FIGHTING CANCER WITH A FORK
By the year 2015, the American Cancer Society estimates it will achieve its goal of identifying the causes of cancer. Some facts are already known and can be put into practice right now.
FIGHTING CANCER WITH A FORK
A talk originally given to American Cancer Society supporters
CANCER WITH A FORK
By the year 2015, the American Cancer Society estimates it will achieve its goal of identifying the causes of cancer. Some facts are already known and can be put into practice right now. Scientists estimate that as much as 80% of all cancers are caused by environmental and life-style related factors. At least 35% are diet related and in men this may be as high as 50%. Tobacco use is directly related to at least 30% of all cancers, particularly lung cancer; when poor diet is included the incidence is much higher. Exercise is another lifestyle factor that plays a synergistic approach. If you eat well, you have more stamina and you feel better about yourself. You are also reducing your risk for all types of cancer.
Here are some foods that contain protective nutrients. Remember, plants can't move away from danger like animals. They have to protect themselves from the sun's ultraviolet rays, from insects and birds and from the elements. By eating these foods we can passively receive similar benefits.
These are molecules that protect cells from free radical damage, whether it comes from metabolism to produce energy on the inside, or from the interactions with the environment. Examples of foods rich in antioxidants are: apricots, cantaloupe containing the orange pigments beta-carotene and lycopene. These are also called carotenoids and they are found in carrots and sweet potatoes and many dark green leafy vegetables where the green of chlorophyll masks the carotene color. Apples, blueberries, strawberries, oranges, grapefruits and lemons are excellent sources of vitamin C and the bioflavonoids ellagic acid, quercetin and rutin. All of the above plant based nutrients or phytonutrients protect the cells and mucus membranes of our bodies helping to provide immune protection.
These are specially targeted phytonutrients that are not only antioxidants but also actively involved in balancing enzyme activity inside cells. These include phytoestrogens genistein and daidzein, the Bowman-Birk and other protease inhibitors found in soy and other members of the legume family (beans, peas, etc.). Cruciferous vegetables (broccoli, cabbage, cauliflower, Brussels sprouts, etc.) contain anticarcinogens called isothiocyanates and are valuable additions to the anticancer arsenal.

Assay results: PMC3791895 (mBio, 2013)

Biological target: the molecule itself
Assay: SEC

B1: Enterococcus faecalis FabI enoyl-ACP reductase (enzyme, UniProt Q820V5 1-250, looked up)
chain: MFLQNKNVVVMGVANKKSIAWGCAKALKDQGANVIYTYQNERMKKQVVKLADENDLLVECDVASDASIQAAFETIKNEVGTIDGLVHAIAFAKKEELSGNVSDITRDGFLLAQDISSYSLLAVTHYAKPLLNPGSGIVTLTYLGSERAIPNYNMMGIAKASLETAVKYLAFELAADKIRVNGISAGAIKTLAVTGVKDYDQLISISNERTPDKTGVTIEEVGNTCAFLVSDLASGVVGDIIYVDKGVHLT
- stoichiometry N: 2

This non-nutritive part of our diet protects from cancer in a variety of ways. Firstly, because it provides a healthy colon by stimulating muscle activity with its bulk, encouraging "friendly" bacteria such as acidophilus and bifidus to grow and minimizing yeast overgrowth by maintaining a healthy acid/base balance. Secondly, dietary fiber provides bulk that speeds the transit through the colon and reduces any tendency to constipation. Thirdly, this bulk dilutes any potentially harmful dietary components and reduces the time they might interact with the walls of the intestine. This is one reason why a high fiber diet is associated with a lower incidence of colo-rectal cancers. Finally, when you eat dietary fiber you are eating fruits, vegetables, grains, beans and other foods from the plant kingdom. You are therefore eating less of the foods from the animal kingdom that don't have any fiber in them. This shift of emphasis also affects the balance of steroid hormones in your body starting with the precursor molecule cholesterol and including the sex hormones estrogen and testosterone.
Omega-3 Fatty Acids
These long chain fatty acids include the essential nutrient alpha-linolenic acid and the fatty acids docosohexanoic acid (DHA) and eicosopentanoic acid (EPA). The latter two are found in oily fish like salmon, herrings or sardines. Most fruits and vegetables contain small quantities of the omega-3 fatty acids including Brussels sprouts, mushrooms and the nuts English walnuts and macadamias. These fatty acids balance the more common omega-6 fatty acids found in corn and soy oils as well as the fats of meat and dairy products. Eating more omega-3's and less omega-6's favors anti-inflammatory actions in the body and is supportive to your immune system in general. Future research may support these fats as being particularly useful for breast and prostate cancer prevention.
Other Traditional Remedies
Garlic has been recognized as an anticancer agent and protector since the time of Hippocrates. It has antiseptic properties and is a good source of selenium. Green tea and red wine contain antioxidant flavonoids that are also protective. Spices are rich sources of anticarcinogens including coriander, cumin, turmeric and ginger. Seaweeds and kelp also contain anticarcinogens and beneficial dietary fiber in the form of mucigens.
The Bottom Line
EAT AT LEAST 5 SERVINGS OF FRUITS AND VEGETABLES EACH DAY. For those at risk because of family history of cancer it is recommended that you consume 8-10 servings daily.
More information on optimizing nutrition during cancer treatments can be found in
The Cancer Nutrition Handbook, covering recommended supplements and more...